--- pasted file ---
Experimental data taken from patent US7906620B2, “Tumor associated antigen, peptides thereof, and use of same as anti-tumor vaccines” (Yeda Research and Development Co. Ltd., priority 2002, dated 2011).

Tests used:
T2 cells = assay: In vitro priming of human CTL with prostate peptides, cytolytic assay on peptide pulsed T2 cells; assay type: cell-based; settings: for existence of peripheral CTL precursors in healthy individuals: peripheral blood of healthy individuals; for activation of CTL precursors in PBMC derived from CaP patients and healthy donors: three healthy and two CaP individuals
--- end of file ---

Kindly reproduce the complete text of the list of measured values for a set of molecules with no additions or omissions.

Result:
Experimental data taken from patent US7906620B2, “Tumor associated antigen, peptides thereof, and use of same as anti-tumor vaccines” (Yeda Research and Development Co. Ltd., priority 2002, dated 2011).

Tests used:
T2 cells = assay: In vitro priming of human CTL with prostate peptides, cytolytic assay on peptide pulsed T2 cells; assay type: cell-based; settings: for existence of peripheral CTL precursors in healthy individuals: peripheral blood of healthy individuals; for activation of CTL precursors in PBMC derived from CaP patients and healthy donors: three healthy and two CaP individuals